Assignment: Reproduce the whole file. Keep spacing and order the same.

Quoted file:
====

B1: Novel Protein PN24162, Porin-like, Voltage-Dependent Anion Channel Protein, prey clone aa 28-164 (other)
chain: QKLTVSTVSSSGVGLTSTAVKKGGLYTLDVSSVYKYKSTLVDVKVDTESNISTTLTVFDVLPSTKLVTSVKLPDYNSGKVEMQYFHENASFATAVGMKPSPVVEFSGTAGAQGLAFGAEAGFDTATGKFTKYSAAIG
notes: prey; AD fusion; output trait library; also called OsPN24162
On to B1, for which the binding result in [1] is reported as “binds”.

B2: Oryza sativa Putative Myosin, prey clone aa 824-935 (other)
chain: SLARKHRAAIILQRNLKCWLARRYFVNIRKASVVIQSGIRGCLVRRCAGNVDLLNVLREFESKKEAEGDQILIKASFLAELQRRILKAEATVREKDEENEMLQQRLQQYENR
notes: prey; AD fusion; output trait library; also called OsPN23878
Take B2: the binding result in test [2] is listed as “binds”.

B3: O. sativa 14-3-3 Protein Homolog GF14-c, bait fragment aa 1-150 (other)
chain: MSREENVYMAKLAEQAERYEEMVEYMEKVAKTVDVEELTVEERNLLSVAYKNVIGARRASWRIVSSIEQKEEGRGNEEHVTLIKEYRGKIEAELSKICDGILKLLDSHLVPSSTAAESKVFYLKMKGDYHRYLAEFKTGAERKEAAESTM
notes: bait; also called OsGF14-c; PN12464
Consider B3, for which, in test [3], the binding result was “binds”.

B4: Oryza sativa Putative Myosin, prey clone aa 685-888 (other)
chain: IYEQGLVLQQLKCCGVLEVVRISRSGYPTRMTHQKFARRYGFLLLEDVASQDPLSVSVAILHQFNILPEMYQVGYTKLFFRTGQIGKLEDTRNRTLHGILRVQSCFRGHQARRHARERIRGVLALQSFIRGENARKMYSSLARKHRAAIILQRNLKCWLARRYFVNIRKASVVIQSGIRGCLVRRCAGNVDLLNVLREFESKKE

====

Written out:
B1: Novel Protein PN24162, Porin-like, Voltage-Dependent Anion Channel Protein, prey clone aa 28-164 (other)
chain: QKLTVSTVSSSGVGLTSTAVKKGGLYTLDVSSVYKYKSTLVDVKVDTESNISTTLTVFDVLPSTKLVTSVKLPDYNSGKVEMQYFHENASFATAVGMKPSPVVEFSGTAGAQGLAFGAEAGFDTATGKFTKYSAAIG
notes: prey; AD fusion; output trait library; also called OsPN24162
On to B1, for which the binding result in [1] is reported as “binds”.

B2: Oryza sativa Putative Myosin, prey clone aa 824-935 (other)
chain: SLARKHRAAIILQRNLKCWLARRYFVNIRKASVVIQSGIRGCLVRRCAGNVDLLNVLREFESKKEAEGDQILIKASFLAELQRRILKAEATVREKDEENEMLQQRLQQYENR
notes: prey; AD fusion; output trait library; also called OsPN23878
Take B2: the binding result in test [2] is listed as “binds”.

B3: O. sativa 14-3-3 Protein Homolog GF14-c, bait fragment aa 1-150 (other)
chain: MSREENVYMAKLAEQAERYEEMVEYMEKVAKTVDVEELTVEERNLLSVAYKNVIGARRASWRIVSSIEQKEEGRGNEEHVTLIKEYRGKIEAELSKICDGILKLLDSHLVPSSTAAESKVFYLKMKGDYHRYLAEFKTGAERKEAAESTM
notes: bait; also called OsGF14-c; PN12464
Consider B3, for which, in test [3], the binding result was “binds”.

B4: Oryza sativa Putative Myosin, prey clone aa 685-888 (other)
chain: IYEQGLVLQQLKCCGVLEVVRISRSGYPTRMTHQKFARRYGFLLLEDVASQDPLSVSVAILHQFNILPEMYQVGYTKLFFRTGQIGKLEDTRNRTLHGILRVQSCFRGHQARRHARERIRGVLALQSFIRGENARKMYSSLARKHRAAIILQRNLKCWLARRYFVNIRKASVVIQSGIRGCLVRRCAGNVDLLNVLREFESKKE